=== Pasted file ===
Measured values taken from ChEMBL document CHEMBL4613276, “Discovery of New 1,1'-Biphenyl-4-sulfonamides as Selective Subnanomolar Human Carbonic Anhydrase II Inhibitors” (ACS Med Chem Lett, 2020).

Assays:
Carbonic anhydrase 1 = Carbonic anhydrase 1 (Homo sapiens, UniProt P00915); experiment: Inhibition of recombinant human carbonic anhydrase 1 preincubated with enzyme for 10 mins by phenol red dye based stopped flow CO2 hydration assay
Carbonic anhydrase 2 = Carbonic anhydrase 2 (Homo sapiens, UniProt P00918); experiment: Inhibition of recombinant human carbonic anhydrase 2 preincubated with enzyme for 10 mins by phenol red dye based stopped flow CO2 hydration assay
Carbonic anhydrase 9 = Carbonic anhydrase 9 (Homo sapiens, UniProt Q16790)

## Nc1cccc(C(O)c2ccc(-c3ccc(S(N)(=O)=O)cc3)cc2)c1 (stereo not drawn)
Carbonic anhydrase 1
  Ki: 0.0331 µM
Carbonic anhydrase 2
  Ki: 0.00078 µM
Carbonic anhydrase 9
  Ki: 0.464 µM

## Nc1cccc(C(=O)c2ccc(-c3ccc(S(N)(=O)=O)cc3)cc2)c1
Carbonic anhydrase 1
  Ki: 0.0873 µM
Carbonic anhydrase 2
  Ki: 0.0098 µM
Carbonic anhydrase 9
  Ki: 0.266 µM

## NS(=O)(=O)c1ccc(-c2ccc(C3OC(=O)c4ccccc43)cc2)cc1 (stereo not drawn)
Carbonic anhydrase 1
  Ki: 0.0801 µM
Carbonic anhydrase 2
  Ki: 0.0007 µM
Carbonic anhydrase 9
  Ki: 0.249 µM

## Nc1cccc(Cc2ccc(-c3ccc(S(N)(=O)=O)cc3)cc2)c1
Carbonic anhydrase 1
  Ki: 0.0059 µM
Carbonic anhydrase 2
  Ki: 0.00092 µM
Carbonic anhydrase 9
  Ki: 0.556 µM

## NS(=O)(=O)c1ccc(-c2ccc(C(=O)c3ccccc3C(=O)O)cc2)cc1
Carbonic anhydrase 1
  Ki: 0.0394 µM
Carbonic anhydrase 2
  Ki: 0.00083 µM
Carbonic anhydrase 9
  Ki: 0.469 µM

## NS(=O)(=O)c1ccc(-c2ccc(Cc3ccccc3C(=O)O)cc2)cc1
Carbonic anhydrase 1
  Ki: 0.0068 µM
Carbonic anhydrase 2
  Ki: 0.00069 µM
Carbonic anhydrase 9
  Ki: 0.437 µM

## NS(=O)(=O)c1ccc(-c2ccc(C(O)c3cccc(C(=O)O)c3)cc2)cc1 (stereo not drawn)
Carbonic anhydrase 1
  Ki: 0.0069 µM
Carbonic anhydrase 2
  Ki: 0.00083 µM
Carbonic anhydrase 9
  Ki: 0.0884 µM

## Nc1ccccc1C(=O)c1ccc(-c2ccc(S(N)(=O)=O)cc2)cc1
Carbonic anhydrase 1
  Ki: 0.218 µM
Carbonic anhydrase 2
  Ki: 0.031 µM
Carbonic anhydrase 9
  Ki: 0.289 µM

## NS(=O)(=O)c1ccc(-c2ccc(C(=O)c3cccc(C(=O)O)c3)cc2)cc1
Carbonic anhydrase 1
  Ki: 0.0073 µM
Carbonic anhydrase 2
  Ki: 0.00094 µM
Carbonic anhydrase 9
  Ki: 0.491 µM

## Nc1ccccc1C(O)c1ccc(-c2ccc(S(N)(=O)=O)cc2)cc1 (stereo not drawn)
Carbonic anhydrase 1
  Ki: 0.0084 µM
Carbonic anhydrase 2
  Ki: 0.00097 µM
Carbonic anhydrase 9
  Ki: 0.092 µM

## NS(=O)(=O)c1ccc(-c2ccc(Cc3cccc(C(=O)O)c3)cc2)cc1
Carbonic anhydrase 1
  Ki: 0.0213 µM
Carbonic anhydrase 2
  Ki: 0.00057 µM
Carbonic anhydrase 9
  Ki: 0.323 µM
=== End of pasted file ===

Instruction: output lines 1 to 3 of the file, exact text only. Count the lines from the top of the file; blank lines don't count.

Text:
Measured values taken from ChEMBL document CHEMBL4613276, “Discovery of New 1,1'-Biphenyl-4-sulfonamides as Selective Subnanomolar Human Carbonic Anhydrase II Inhibitors” (ACS Med Chem Lett, 2020).

Assays:
Carbonic anhydrase 1 = Carbonic anhydrase 1 (Homo sapiens, UniProt P00915); experiment: Inhibition of recombinant human carbonic anhydrase 1 preincubated with enzyme for 10 mins by phenol red dye based stopped flow CO2 hydration assay